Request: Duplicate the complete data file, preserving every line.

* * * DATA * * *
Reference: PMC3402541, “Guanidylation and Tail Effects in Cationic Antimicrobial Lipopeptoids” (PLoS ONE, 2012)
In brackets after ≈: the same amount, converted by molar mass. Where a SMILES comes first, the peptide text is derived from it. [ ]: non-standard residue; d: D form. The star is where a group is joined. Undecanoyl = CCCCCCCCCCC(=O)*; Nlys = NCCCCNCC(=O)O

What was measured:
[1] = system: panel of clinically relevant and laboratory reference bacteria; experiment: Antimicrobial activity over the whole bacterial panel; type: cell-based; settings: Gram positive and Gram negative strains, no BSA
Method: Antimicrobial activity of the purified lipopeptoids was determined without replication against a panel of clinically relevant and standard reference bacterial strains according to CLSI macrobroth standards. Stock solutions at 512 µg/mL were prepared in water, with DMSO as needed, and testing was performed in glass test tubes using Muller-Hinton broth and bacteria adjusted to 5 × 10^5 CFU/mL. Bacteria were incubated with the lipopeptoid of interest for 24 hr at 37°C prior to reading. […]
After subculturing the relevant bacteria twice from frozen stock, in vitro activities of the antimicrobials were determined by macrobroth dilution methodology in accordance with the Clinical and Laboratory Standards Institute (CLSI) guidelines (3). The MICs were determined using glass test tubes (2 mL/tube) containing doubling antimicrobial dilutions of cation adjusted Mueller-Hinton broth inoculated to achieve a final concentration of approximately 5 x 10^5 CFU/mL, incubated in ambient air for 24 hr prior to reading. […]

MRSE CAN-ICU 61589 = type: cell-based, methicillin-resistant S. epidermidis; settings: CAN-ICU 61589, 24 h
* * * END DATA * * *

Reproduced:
Reference: PMC3402541, “Guanidylation and Tail Effects in Cationic Antimicrobial Lipopeptoids” (PLoS ONE, 2012)
In brackets after ≈: the same amount, converted by molar mass. Where a SMILES comes first, the peptide text is derived from it. [ ]: non-standard residue; d: D form. The star is where a group is joined. Undecanoyl = CCCCCCCCCCC(=O)*; Nlys = NCCCCNCC(=O)O

What was measured:
[1] = system: panel of clinically relevant and laboratory reference bacteria; experiment: Antimicrobial activity over the whole bacterial panel; type: cell-based; settings: Gram positive and Gram negative strains, no BSA
Method: Antimicrobial activity of the purified lipopeptoids was determined without replication against a panel of clinically relevant and standard reference bacterial strains according to CLSI macrobroth standards. Stock solutions at 512 µg/mL were prepared in water, with DMSO as needed, and testing was performed in glass test tubes using Muller-Hinton broth and bacteria adjusted to 5 × 10^5 CFU/mL. Bacteria were incubated with the lipopeptoid of interest for 24 hr at 37°C prior to reading. […]
After subculturing the relevant bacteria twice from frozen stock, in vitro activities of the antimicrobials were determined by macrobroth dilution methodology in accordance with the Clinical and Laboratory Standards Institute (CLSI) guidelines (3). The MICs were determined using glass test tubes (2 mL/tube) containing doubling antimicrobial dilutions of cation adjusted Mueller-Hinton broth inoculated to achieve a final concentration of approximately 5 x 10^5 CFU/mL, incubated in ambient air for 24 hr prior to reading. […]

MRSE CAN-ICU 61589 = type: cell-based, methicillin-resistant S. epidermidis; settings: CAN-ICU 61589, 24 h